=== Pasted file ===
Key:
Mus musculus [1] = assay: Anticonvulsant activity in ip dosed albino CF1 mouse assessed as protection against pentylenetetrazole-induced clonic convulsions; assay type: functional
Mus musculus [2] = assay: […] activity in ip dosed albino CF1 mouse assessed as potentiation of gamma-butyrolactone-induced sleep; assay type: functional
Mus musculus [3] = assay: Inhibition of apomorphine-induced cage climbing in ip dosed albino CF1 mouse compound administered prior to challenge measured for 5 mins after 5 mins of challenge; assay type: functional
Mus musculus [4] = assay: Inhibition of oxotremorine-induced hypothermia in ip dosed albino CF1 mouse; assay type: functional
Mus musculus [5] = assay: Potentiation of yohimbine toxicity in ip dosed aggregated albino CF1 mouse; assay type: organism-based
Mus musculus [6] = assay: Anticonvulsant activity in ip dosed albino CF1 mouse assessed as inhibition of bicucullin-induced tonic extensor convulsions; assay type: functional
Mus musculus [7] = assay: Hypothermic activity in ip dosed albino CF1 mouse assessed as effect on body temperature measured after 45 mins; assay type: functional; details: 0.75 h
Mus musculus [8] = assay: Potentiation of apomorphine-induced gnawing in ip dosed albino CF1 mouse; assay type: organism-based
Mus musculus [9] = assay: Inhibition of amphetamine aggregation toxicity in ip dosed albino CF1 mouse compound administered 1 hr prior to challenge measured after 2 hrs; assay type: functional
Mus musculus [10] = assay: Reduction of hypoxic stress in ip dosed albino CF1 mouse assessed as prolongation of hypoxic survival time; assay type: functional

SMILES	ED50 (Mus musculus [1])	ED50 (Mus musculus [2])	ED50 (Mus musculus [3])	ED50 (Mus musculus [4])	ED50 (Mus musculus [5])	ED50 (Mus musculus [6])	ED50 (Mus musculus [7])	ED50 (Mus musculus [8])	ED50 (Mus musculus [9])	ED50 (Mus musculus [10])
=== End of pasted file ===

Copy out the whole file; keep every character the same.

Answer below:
Key:
Mus musculus [1] = assay: Anticonvulsant activity in ip dosed albino CF1 mouse assessed as protection against pentylenetetrazole-induced clonic convulsions; assay type: functional
Mus musculus [2] = assay: […] activity in ip dosed albino CF1 mouse assessed as potentiation of gamma-butyrolactone-induced sleep; assay type: functional
Mus musculus [3] = assay: Inhibition of apomorphine-induced cage climbing in ip dosed albino CF1 mouse compound administered prior to challenge measured for 5 mins after 5 mins of challenge; assay type: functional
Mus musculus [4] = assay: Inhibition of oxotremorine-induced hypothermia in ip dosed albino CF1 mouse; assay type: functional
Mus musculus [5] = assay: Potentiation of yohimbine toxicity in ip dosed aggregated albino CF1 mouse; assay type: organism-based
Mus musculus [6] = assay: Anticonvulsant activity in ip dosed albino CF1 mouse assessed as inhibition of bicucullin-induced tonic extensor convulsions; assay type: functional
Mus musculus [7] = assay: Hypothermic activity in ip dosed albino CF1 mouse assessed as effect on body temperature measured after 45 mins; assay type: functional; details: 0.75 h
Mus musculus [8] = assay: Potentiation of apomorphine-induced gnawing in ip dosed albino CF1 mouse; assay type: organism-based
Mus musculus [9] = assay: Inhibition of amphetamine aggregation toxicity in ip dosed albino CF1 mouse compound administered 1 hr prior to challenge measured after 2 hrs; assay type: functional
Mus musculus [10] = assay: Reduction of hypoxic stress in ip dosed albino CF1 mouse assessed as prolongation of hypoxic survival time; assay type: functional

SMILES	ED50 (Mus musculus [1])	ED50 (Mus musculus [2])	ED50 (Mus musculus [3])	ED50 (Mus musculus [4])	ED50 (Mus musculus [5])	ED50 (Mus musculus [6])	ED50 (Mus musculus [7])	ED50 (Mus musculus [8])	ED50 (Mus musculus [9])	ED50 (Mus musculus [10])